It's never acceptable for someone to harass or abuse another human being.
If you're regularly facing verbal or physical abuse from someone in your household, someone you've dated, someone you have a child with or certain relatives, a domestic violence protective order (DVPO) can help you put an end to it. DVPOs are commonly referred to as restraining orders.
The court has fairly broad powers to issue orders that will protect you from your abuser. Some of the most typical things that you may see ordered as part of a DVPO include:
- Your abuser may be ordered out of the home you share
- You can be given temporary custody of any children you share in common
- You may be given temporary possession of the family car
- Your abuser will generally be required to refrain from contacting you in any way, including through third parties
- Your abuser will usually be required to stay away from your workplace
- Your abuser will be required to stop harassing you or threatening you
- Your abuser may be required to turn over any weapons in his or her possession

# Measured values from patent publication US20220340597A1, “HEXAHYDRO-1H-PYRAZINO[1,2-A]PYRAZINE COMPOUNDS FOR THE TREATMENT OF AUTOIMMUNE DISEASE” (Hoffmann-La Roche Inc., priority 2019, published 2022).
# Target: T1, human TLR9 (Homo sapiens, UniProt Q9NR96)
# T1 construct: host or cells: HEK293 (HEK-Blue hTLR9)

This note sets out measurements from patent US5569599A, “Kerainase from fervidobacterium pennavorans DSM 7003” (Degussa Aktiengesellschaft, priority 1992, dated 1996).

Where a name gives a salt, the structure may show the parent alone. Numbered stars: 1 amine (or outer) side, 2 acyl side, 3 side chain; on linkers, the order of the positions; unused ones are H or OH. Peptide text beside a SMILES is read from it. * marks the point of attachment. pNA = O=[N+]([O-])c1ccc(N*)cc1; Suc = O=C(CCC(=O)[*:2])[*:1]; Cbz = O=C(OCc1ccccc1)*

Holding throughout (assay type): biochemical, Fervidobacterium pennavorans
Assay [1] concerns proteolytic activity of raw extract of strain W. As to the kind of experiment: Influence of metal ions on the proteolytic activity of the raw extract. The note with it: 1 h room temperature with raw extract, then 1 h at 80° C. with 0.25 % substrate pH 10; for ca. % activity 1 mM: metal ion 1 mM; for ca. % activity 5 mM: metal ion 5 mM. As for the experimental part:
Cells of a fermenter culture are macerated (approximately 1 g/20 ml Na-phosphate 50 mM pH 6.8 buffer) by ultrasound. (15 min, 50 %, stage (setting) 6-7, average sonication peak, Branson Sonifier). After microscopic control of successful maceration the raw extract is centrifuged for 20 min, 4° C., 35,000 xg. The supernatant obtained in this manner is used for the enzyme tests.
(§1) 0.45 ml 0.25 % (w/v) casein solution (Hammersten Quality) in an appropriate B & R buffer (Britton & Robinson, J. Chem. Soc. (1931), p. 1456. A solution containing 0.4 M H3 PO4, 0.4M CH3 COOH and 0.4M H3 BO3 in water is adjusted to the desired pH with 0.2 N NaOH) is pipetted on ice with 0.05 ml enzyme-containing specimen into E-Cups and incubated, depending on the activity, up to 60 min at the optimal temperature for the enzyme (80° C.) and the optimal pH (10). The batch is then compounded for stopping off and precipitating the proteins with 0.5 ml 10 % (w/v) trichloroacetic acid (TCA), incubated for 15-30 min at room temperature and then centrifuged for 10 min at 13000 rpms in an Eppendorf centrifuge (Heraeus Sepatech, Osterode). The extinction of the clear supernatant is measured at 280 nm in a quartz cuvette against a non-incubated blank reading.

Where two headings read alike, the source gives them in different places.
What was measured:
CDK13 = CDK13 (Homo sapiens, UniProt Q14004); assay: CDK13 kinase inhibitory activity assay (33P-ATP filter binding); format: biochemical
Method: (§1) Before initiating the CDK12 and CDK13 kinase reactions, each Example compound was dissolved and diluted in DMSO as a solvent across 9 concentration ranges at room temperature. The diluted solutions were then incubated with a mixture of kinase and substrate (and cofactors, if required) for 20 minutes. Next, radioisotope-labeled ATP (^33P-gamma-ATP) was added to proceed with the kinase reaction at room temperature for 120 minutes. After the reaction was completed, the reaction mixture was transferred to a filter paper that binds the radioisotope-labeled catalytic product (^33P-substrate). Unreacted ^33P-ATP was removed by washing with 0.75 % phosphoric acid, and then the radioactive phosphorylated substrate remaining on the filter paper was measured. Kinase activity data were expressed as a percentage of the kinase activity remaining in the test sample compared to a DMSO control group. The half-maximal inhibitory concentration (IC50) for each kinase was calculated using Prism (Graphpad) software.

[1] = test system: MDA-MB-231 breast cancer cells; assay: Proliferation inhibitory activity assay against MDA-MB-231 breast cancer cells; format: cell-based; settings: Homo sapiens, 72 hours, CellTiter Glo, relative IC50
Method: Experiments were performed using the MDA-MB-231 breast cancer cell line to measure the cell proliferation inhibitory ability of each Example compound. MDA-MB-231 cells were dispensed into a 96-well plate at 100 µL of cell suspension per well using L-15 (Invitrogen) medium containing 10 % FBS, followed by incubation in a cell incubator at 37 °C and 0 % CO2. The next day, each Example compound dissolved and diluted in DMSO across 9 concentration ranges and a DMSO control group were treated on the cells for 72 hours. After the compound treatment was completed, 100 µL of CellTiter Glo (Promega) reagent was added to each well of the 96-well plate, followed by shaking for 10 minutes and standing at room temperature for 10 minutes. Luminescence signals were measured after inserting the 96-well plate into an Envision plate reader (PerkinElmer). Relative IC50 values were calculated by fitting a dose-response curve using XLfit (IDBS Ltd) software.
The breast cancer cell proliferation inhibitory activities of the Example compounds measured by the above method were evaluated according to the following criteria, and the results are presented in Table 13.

- The court may require your abuser to attend counseling or anger management classes
Once a temporary order is in place, a court date will be scheduled so that the court can hear your petition for a more permanent order. If approved, the DVPO will stay in place for a year and can be renewed as needed.
It's important to understand that a request for a restraining order is not the same as seeking to prosecute the other person. Instead, you are merely requesting the court's official protection and the enforcement of some boundaries. If the other person violates those boundaries later, that may indeed be a crime -- but that will be a consequence of that person's own making, not something you have caused.
The hearing for a domestic violence protective order is often emotionally challenging for victims. A family law attorney can help you through the process and handle most of the work for you to make it easier.